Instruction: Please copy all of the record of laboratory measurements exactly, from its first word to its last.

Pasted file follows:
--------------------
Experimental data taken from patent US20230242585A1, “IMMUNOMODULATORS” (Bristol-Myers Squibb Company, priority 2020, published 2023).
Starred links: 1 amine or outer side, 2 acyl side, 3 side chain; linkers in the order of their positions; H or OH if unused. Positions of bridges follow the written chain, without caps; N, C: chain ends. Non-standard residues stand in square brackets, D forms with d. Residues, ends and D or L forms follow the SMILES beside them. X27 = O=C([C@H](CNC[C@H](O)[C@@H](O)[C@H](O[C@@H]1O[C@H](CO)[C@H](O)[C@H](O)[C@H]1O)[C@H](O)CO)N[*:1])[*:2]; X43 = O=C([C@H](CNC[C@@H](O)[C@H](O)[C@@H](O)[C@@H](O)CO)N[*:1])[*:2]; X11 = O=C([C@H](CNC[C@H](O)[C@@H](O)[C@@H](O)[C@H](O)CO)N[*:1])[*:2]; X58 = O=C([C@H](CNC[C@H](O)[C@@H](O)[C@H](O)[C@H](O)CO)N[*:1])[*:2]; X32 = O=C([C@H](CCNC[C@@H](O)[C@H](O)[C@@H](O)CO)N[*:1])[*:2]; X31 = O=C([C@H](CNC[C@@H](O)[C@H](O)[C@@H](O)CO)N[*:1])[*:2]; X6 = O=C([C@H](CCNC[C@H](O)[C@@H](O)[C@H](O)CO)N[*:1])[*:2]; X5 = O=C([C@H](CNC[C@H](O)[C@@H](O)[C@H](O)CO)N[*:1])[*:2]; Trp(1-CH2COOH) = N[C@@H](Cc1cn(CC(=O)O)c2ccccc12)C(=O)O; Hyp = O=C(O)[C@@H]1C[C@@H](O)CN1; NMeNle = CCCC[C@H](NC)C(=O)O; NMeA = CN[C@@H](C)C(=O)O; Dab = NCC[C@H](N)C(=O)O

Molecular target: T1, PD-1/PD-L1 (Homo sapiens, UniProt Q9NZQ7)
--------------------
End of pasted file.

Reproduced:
Experimental data taken from patent US20230242585A1, “IMMUNOMODULATORS” (Bristol-Myers Squibb Company, priority 2020, published 2023).
Starred links: 1 amine or outer side, 2 acyl side, 3 side chain; linkers in the order of their positions; H or OH if unused. Positions of bridges follow the written chain, without caps; N, C: chain ends. Non-standard residues stand in square brackets, D forms with d. Residues, ends and D or L forms follow the SMILES beside them. X27 = O=C([C@H](CNC[C@H](O)[C@@H](O)[C@H](O[C@@H]1O[C@H](CO)[C@H](O)[C@H](O)[C@H]1O)[C@H](O)CO)N[*:1])[*:2]; X43 = O=C([C@H](CNC[C@@H](O)[C@H](O)[C@@H](O)[C@@H](O)CO)N[*:1])[*:2]; X11 = O=C([C@H](CNC[C@H](O)[C@@H](O)[C@@H](O)[C@H](O)CO)N[*:1])[*:2]; X58 = O=C([C@H](CNC[C@H](O)[C@@H](O)[C@H](O)[C@H](O)CO)N[*:1])[*:2]; X32 = O=C([C@H](CCNC[C@@H](O)[C@H](O)[C@@H](O)CO)N[*:1])[*:2]; X31 = O=C([C@H](CNC[C@@H](O)[C@H](O)[C@@H](O)CO)N[*:1])[*:2]; X6 = O=C([C@H](CCNC[C@H](O)[C@@H](O)[C@H](O)CO)N[*:1])[*:2]; X5 = O=C([C@H](CNC[C@H](O)[C@@H](O)[C@H](O)CO)N[*:1])[*:2]; Trp(1-CH2COOH) = N[C@@H](Cc1cn(CC(=O)O)c2ccccc12)C(=O)O; Hyp = O=C(O)[C@@H]1C[C@@H](O)CN1; NMeNle = CCCC[C@H](NC)C(=O)O; NMeA = CN[C@@H](C)C(=O)O; Dab = NCC[C@H](N)C(=O)O

Molecular target: T1, PD-1/PD-L1 (Homo sapiens, UniProt Q9NZQ7)